In Mali Second peacekeeper dies as UN admits failings

Two other cases of "sexual exploitation" and abuse have been lodged against its staff since the beginning of the year.

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An armoured personnel carrier of The United Nations Multidimensional Integrated Stabilization Mission in Mali (MINUSMA) is parked in Timbuktu on September 19, 2016 play

An armoured personnel carrier of The United Nations Multidimensional Integrated Stabilization Mission in Mali (MINUSMA) is parked in Timbuktu on September 19, 2016

(AFP/File)
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The UN said Tuesday a second peacekeeper had died following an attack on a base in northeastern Mali, as it admitted serious failings in its most dangerous ongoing mission.

More than 11,000 UN police and military are currently serving in Mali, attempting to guarantee security in lawless swathes of the vast Sahel nation.

"Following the attacks yesterday on the MINUSMA camp in Aguelhok, we regret to inform you that a second peacekeeper died overnight from his injuries," said a UN statement, referring to the mission using its acronym.

A peacekeeper from Chad was killed and eight others injured on Monday in the attack near the Algerian border, the 27th attack on the force and the 13th peacekeeper killed since May 31, according to the UN.

The announcement coincided with the scheduled publication Tuesday of UN Secretary-General Ban Ki-moon's latest report on the crisis facing the Mali mission.

It said MINUSMA had been responsible for the death of a detainee arrested over terrorism offences and two cases of torture in the last four months.

Ban said that an investigation had been launched and vowed "corrective measures".

Two other cases of "sexual exploitation" and abuse have been lodged against its staff since the beginning of the year.

Attacks against the UN force and Malian security forces were "increasingly frequent, bold and well coordinated," Ban said, while only a third of the expected financing for humanitarian projects in 2016 had been received.

The UN's World Food Programme said last week that school meals for nearly 180,000 children in about 1,000 schools were in jeopardy, in a country where one meal a day was a major incentive for parents to send their children to school.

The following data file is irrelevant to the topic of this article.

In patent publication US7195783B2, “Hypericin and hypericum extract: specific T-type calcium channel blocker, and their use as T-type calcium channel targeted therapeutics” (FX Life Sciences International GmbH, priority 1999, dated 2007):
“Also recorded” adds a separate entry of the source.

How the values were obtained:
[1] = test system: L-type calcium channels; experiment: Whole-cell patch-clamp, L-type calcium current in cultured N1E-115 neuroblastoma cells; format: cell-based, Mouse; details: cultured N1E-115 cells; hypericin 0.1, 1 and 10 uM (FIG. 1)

Continued equipment shortages -- particularly a lack of helicopters -- could mean that the mission would be "handicapped in carrying out its mandate, and the confidence that the signatory parties and the population have in the mission will suffer," the secretary-general said.

Peace deal threatened

Ban also emphasised that while some progress had been made to secure the troubled peace process that began last year, developments in the country's troubled north had been limited.

Bloody clashes between pro-government armed groups and former rebels were a violation of a peace accord, and those fighting around the Kidal region should potentially face sanctions, he added.

Mali last year concluded a peace deal between the government, its armed proxies, and Tuareg-led rebels who have launched several uprisings since the 1960s. The deal's implementation has been patchy.

There was "no government presence in the regions of Kidal and Taoudenni" for security reasons, Ban said. and a limited presence in other northern areas affected by fighting.

Northern Mali fell into the hands of jihadists linked to Al-Qaeda in early 2012 -- briefly backed by Tuareg-led rebels -- throwing the country into chaos.

An ongoing international military intervention that began in January 2013 has driven Islamist fighters away from the major urban centres they had briefly controlled, but large tracts of Mali are still not controlled by domestic or foreign troops.

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